zen

A Quote by Tsunetomo Yamamoto on bushido, zen, life, present moment, and spiritual warrior

Everyone lets the present moment slip by, then looks for it as though he thought it was somewhere else. No one seems to have noticed this fact. But grasping this firmly, one must pile experience upon experience. And once one has come to this understanding he will be a different person from that point on, though he may not always bare it in mind. When one understands this settling into single-mindedness well, his affairs will thin out.

Tsunetomo Yamamoto

Source: The Hagakure

Contributed by: Laurens

A Quote by Tesshu (?) on haiku, zen, bushido, moon, water, reflection, reality, and japan

The moon does not think to be reflected, nor does the water think to reflect, in the Hirosawa Pond.

Tesshu (?)

Source: The Sword of No Sword

Contributed by: Laurens

A Quote by Tsunetomo Yamamoto on bushido, zen, life, on-going practice, and spiritual warrior

It is not good to settle into a set of opinions. It is a mistake to put forth effort and obtain some understanding and then stop at that. At first putting forth great effort to be sure that you have grasped the basics, then practicing so that they may come to fruition is something that will never stop for your whole lifetime. Do not rely on following the degree of understanding that you have discovered, but simply think, "This is not enough."

Tsunetomo Yamamoto

Source: Hagakure

Contributed by: Laurens

A Quote by Deishu on zen and spiritual warrior

If a fine sword is not constantly polished, it will never show its luster. If you don't practice, you will never be able to master universals and particulars. Plenty of people can talk about Zen, but not many can live it. Get to work!

Deishu

Source: The Sword of No Sword

Contributed by: Laurens

A Quote by Tsunetomo Yamamoto on bushido, zen, life, rain, and spiritual warrior

There is something to be learned from a rainstorm. When meeting with a sudden shower, you try not to get wet and run quickly along the road. But doing such things as passing under the eaves of houses, you still get wet. When you are resolved from the beginning, you will not be perplexed, though you will still get the same soaking. This understanding extends to everyhting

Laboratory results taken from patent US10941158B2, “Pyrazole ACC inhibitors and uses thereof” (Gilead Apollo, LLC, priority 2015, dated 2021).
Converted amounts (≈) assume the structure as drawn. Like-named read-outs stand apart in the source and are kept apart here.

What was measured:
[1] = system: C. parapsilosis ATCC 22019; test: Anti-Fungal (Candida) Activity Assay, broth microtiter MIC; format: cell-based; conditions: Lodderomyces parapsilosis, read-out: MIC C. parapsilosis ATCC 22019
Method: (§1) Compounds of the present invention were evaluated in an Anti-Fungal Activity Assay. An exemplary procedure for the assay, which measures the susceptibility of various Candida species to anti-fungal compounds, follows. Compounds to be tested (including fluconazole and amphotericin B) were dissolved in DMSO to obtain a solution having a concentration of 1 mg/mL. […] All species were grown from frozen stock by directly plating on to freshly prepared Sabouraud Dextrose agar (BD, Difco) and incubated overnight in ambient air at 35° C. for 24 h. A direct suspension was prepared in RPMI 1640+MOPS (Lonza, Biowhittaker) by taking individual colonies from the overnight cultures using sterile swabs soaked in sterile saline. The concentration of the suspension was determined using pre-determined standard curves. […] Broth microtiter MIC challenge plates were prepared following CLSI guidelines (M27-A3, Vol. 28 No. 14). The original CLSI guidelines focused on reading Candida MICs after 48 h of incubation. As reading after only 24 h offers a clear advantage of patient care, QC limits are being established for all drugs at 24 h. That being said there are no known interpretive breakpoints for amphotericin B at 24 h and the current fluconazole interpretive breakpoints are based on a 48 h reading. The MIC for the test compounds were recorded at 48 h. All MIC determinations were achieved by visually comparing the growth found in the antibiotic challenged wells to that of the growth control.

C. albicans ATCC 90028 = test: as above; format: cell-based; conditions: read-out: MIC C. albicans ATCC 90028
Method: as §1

Tsunetomo Yamamoto

Source: The Hagakure

Contributed by: Laurens

A Quote by Tsunetomo Yamamoto on bushido, zen, life, dragons, and spiritual warrior

In China there was once a man who liked pictures of dragons, and his clothing and furnishings were all designed accordingly. His deep affection for dragons was brought to the attention of the dragon god, and onde day a real dragon appeared before his window. It is said that he died of fright. He was probably a man who always spoke big words but acted differently when facing the real thing.

Tsunetomo Yamamoto

Source: The Hagakure

Contributed by: Laurens

A Quote by Zen Master on zen

in

I have discovered that it is necessary, absolutely necessary, to believe in nothing. 
That is, we have to believe in something which has no form and no color -
something which exists before all forms and colors appear. 
This is a very important point.  No matter what god or
doctrine you believe in, if you become attached to it, your belief will be based
more or less on a self-centered idea …. In constantly seeking to actualize
your ideal, you will have no time for composure.  But if you
are always prepared for accepting everything we see as something appearing from
nothing…. then at that moment you will have perfect composure

Shunriyo

Source: A Beginner's Mind

Contributed by: Praveer

A Quote by Takuan Soho on zen, mind, kufu, practice, experience, and bushido

We must know that it is not enough just to see what the Mind is, we must put into practice all that makes it up in our daily life. We may talk about it glibly, we may write books to explain it, but that is far from being enough. However much we may talk about water and describe it quite intelligently, that does not make it real water. So with fire. Mere talking of it will not make the mouth burn. To know what they are means to experience them in actual concreteness. A book on cooking will not cure our hunger. To feel satisfied we must have actual food. So long as we do not go beyond mere talking, we are not true knowers.

Takuan Soho (1573 - ?)

Source: Takuan's Letter to Yagyu Tajima No Kami Munenori on the Mystery of Prajna Immovable - as found in Daisetz T. Suzuki's book, Zen and Japanese Culture

Contributed by: Laurie

A Quote by Master Kosen Thibaut on zazen, zen, master dogen, and master kosen thibaut

When Master Dogen* (*lived in he 13th century, 51st successor of Buddha, and first true patriarch Zen in Japan) came back to Japan after travelling through China, he made some conferences. In Japan, Buddhism existed already, but Dogen said: "Only zazen* (*za = to sit, zazen = to sit in the posture of Zen) is important. All the Buddhistic decorations, the sutra's, the beliefs, the philosophy,..., all this is secondary. The decorations do not permit us to realize the true awakening of Buddha*..." (*Shakyamuni Buddha is the historical Buddha, but each person who realizes awakening in the posture of zazen, becomes Buddha)

Kosen Thibaut

Source: Zen - La Revolucion Interior, Pages: 1

Contributed by: Joeske

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